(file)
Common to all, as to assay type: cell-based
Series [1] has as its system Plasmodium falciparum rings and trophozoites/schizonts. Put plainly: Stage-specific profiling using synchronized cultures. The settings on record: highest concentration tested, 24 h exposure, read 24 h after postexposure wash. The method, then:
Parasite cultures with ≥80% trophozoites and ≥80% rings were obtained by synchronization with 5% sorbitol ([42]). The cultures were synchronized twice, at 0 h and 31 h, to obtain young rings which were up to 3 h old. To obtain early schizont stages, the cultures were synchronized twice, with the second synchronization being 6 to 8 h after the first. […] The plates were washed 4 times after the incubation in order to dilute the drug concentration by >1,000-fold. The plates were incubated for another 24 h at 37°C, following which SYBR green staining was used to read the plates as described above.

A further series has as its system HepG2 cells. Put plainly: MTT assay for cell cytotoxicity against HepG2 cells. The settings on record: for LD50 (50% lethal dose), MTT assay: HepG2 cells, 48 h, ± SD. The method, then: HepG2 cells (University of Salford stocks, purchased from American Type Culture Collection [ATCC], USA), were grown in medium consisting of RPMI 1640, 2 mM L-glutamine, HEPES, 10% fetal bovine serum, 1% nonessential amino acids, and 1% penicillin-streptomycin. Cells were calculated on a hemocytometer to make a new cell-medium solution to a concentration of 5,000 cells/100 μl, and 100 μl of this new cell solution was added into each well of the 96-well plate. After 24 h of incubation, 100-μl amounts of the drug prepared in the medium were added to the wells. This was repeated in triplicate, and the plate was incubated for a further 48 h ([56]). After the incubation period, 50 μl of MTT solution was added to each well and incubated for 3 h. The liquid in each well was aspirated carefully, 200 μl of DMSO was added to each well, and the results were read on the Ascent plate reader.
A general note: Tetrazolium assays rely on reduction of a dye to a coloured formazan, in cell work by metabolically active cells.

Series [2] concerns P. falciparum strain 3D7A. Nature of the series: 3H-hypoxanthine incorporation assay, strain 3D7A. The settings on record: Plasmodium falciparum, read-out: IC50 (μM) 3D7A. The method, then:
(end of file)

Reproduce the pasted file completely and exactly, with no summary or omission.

Common to all, as to assay type: cell-based
Series [1] has as its system Plasmodium falciparum rings and trophozoites/schizonts. Put plainly: Stage-specific profiling using synchronized cultures. The settings on record: highest concentration tested, 24 h exposure, read 24 h after postexposure wash. The method, then:
Parasite cultures with ≥80% trophozoites and ≥80% rings were obtained by synchronization with 5% sorbitol ([42]). The cultures were synchronized twice, at 0 h and 31 h, to obtain young rings which were up to 3 h old. To obtain early schizont stages, the cultures were synchronized twice, with the second synchronization being 6 to 8 h after the first. […] The plates were washed 4 times after the incubation in order to dilute the drug concentration by >1,000-fold. The plates were incubated for another 24 h at 37°C, following which SYBR green staining was used to read the plates as described above.

A further series has as its system HepG2 cells. Put plainly: MTT assay for cell cytotoxicity against HepG2 cells. The settings on record: for LD50 (50% lethal dose), MTT assay: HepG2 cells, 48 h, ± SD. The method, then: HepG2 cells (University of Salford stocks, purchased from American Type Culture Collection [ATCC], USA), were grown in medium consisting of RPMI 1640, 2 mM L-glutamine, HEPES, 10% fetal bovine serum, 1% nonessential amino acids, and 1% penicillin-streptomycin. Cells were calculated on a hemocytometer to make a new cell-medium solution to a concentration of 5,000 cells/100 μl, and 100 μl of this new cell solution was added into each well of the 96-well plate. After 24 h of incubation, 100-μl amounts of the drug prepared in the medium were added to the wells. This was repeated in triplicate, and the plate was incubated for a further 48 h ([56]). After the incubation period, 50 μl of MTT solution was added to each well and incubated for 3 h. The liquid in each well was aspirated carefully, 200 μl of DMSO was added to each well, and the results were read on the Ascent plate reader.
A general note: Tetrazolium assays rely on reduction of a dye to a coloured formazan, in cell work by metabolically active cells.

Series [2] concerns P. falciparum strain 3D7A. Nature of the series: 3H-hypoxanthine incorporation assay, strain 3D7A. The settings on record: Plasmodium falciparum, read-out: IC50 (μM) 3D7A. The method, then: